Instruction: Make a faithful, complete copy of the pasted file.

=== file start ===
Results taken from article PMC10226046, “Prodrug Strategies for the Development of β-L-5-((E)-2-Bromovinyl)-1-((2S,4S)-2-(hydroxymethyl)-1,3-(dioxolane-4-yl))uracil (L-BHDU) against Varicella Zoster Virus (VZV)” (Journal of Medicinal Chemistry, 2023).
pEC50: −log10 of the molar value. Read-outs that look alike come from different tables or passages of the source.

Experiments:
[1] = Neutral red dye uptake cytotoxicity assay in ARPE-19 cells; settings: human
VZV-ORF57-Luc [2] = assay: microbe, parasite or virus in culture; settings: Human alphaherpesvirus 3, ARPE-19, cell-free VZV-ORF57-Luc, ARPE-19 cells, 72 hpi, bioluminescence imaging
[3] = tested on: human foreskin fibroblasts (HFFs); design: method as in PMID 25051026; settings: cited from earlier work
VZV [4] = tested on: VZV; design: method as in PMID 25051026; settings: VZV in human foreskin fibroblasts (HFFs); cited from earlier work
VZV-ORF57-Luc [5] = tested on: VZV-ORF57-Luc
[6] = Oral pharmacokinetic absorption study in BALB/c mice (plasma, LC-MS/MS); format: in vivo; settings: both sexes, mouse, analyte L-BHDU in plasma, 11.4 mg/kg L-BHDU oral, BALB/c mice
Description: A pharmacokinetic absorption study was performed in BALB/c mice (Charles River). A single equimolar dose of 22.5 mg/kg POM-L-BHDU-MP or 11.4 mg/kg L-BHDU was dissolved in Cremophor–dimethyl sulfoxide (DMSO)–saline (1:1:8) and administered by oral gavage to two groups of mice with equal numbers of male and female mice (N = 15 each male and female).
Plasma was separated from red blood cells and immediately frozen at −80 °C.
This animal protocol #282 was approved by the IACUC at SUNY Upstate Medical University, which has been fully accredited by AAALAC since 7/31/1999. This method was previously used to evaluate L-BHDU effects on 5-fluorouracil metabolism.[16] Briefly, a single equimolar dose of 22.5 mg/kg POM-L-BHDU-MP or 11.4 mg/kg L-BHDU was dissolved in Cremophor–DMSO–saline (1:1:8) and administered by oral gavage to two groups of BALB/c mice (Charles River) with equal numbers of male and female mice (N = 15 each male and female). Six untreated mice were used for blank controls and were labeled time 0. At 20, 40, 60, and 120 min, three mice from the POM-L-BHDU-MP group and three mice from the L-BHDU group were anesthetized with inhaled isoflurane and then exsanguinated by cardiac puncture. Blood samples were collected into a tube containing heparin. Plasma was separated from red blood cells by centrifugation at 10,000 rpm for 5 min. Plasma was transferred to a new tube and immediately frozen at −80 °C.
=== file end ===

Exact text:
Results taken from article PMC10226046, “Prodrug Strategies for the Development of β-L-5-((E)-2-Bromovinyl)-1-((2S,4S)-2-(hydroxymethyl)-1,3-(dioxolane-4-yl))uracil (L-BHDU) against Varicella Zoster Virus (VZV)” (Journal of Medicinal Chemistry, 2023).
pEC50: −log10 of the molar value. Read-outs that look alike come from different tables or passages of the source.

Experiments:
[1] = Neutral red dye uptake cytotoxicity assay in ARPE-19 cells; settings: human
VZV-ORF57-Luc [2] = assay: microbe, parasite or virus in culture; settings: Human alphaherpesvirus 3, ARPE-19, cell-free VZV-ORF57-Luc, ARPE-19 cells, 72 hpi, bioluminescence imaging
[3] = tested on: human foreskin fibroblasts (HFFs); design: method as in PMID 25051026; settings: cited from earlier work
VZV [4] = tested on: VZV; design: method as in PMID 25051026; settings: VZV in human foreskin fibroblasts (HFFs); cited from earlier work
VZV-ORF57-Luc [5] = tested on: VZV-ORF57-Luc
[6] = Oral pharmacokinetic absorption study in BALB/c mice (plasma, LC-MS/MS); format: in vivo; settings: both sexes, mouse, analyte L-BHDU in plasma, 11.4 mg/kg L-BHDU oral, BALB/c mice
Description: A pharmacokinetic absorption study was performed in BALB/c mice (Charles River). A single equimolar dose of 22.5 mg/kg POM-L-BHDU-MP or 11.4 mg/kg L-BHDU was dissolved in Cremophor–dimethyl sulfoxide (DMSO)–saline (1:1:8) and administered by oral gavage to two groups of mice with equal numbers of male and female mice (N = 15 each male and female).
Plasma was separated from red blood cells and immediately frozen at −80 °C.
This animal protocol #282 was approved by the IACUC at SUNY Upstate Medical University, which has been fully accredited by AAALAC since 7/31/1999. This method was previously used to evaluate L-BHDU effects on 5-fluorouracil metabolism.[16] Briefly, a single equimolar dose of 22.5 mg/kg POM-L-BHDU-MP or 11.4 mg/kg L-BHDU was dissolved in Cremophor–DMSO–saline (1:1:8) and administered by oral gavage to two groups of BALB/c mice (Charles River) with equal numbers of male and female mice (N = 15 each male and female). Six untreated mice were used for blank controls and were labeled time 0. At 20, 40, 60, and 120 min, three mice from the POM-L-BHDU-MP group and three mice from the L-BHDU group were anesthetized with inhaled isoflurane and then exsanguinated by cardiac puncture. Blood samples were collected into a tube containing heparin. Plasma was separated from red blood cells by centrifugation at 10,000 rpm for 5 min. Plasma was transferred to a new tube and immediately frozen at −80 °C.